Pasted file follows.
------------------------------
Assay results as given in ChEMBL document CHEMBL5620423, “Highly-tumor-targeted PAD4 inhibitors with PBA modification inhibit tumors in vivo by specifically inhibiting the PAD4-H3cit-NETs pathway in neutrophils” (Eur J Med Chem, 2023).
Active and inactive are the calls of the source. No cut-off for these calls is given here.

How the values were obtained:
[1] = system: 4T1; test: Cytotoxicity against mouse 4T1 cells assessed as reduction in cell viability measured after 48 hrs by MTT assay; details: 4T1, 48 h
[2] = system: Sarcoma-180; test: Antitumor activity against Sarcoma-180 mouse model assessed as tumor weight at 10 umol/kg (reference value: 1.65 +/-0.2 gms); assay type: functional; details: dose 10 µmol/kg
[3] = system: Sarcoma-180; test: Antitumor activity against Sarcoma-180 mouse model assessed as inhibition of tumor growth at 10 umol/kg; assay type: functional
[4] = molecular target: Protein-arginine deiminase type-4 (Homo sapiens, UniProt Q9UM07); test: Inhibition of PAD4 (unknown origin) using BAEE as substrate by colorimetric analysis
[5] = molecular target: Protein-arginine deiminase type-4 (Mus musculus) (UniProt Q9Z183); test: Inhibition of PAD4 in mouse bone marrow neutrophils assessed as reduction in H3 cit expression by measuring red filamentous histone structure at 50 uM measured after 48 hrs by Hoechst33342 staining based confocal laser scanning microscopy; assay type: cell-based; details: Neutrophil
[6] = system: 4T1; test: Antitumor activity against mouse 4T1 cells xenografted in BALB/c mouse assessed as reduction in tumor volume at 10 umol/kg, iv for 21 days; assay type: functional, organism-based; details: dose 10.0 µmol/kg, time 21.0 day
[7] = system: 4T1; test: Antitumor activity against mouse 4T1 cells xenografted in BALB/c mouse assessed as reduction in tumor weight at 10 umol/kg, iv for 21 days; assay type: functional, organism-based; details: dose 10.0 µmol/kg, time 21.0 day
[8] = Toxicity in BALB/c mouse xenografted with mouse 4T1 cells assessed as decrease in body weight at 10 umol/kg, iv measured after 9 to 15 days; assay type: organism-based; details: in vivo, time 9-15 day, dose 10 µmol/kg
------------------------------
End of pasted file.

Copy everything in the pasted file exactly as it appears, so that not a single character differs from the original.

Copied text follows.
Assay results as given in ChEMBL document CHEMBL5620423, “Highly-tumor-targeted PAD4 inhibitors with PBA modification inhibit tumors in vivo by specifically inhibiting the PAD4-H3cit-NETs pathway in neutrophils” (Eur J Med Chem, 2023).
Active and inactive are the calls of the source. No cut-off for these calls is given here.

How the values were obtained:
[1] = system: 4T1; test: Cytotoxicity against mouse 4T1 cells assessed as reduction in cell viability measured after 48 hrs by MTT assay; details: 4T1, 48 h
[2] = system: Sarcoma-180; test: Antitumor activity against Sarcoma-180 mouse model assessed as tumor weight at 10 umol/kg (reference value: 1.65 +/-0.2 gms); assay type: functional; details: dose 10 µmol/kg
[3] = system: Sarcoma-180; test: Antitumor activity against Sarcoma-180 mouse model assessed as inhibition of tumor growth at 10 umol/kg; assay type: functional
[4] = molecular target: Protein-arginine deiminase type-4 (Homo sapiens, UniProt Q9UM07); test: Inhibition of PAD4 (unknown origin) using BAEE as substrate by colorimetric analysis
[5] = molecular target: Protein-arginine deiminase type-4 (Mus musculus) (UniProt Q9Z183); test: Inhibition of PAD4 in mouse bone marrow neutrophils assessed as reduction in H3 cit expression by measuring red filamentous histone structure at 50 uM measured after 48 hrs by Hoechst33342 staining based confocal laser scanning microscopy; assay type: cell-based; details: Neutrophil
[6] = system: 4T1; test: Antitumor activity against mouse 4T1 cells xenografted in BALB/c mouse assessed as reduction in tumor volume at 10 umol/kg, iv for 21 days; assay type: functional, organism-based; details: dose 10.0 µmol/kg, time 21.0 day
[7] = system: 4T1; test: Antitumor activity against mouse 4T1 cells xenografted in BALB/c mouse assessed as reduction in tumor weight at 10 umol/kg, iv for 21 days; assay type: functional, organism-based; details: dose 10.0 µmol/kg, time 21.0 day
[8] = Toxicity in BALB/c mouse xenografted with mouse 4T1 cells assessed as decrease in body weight at 10 umol/kg, iv measured after 9 to 15 days; assay type: organism-based; details: in vivo, time 9-15 day, dose 10 µmol/kg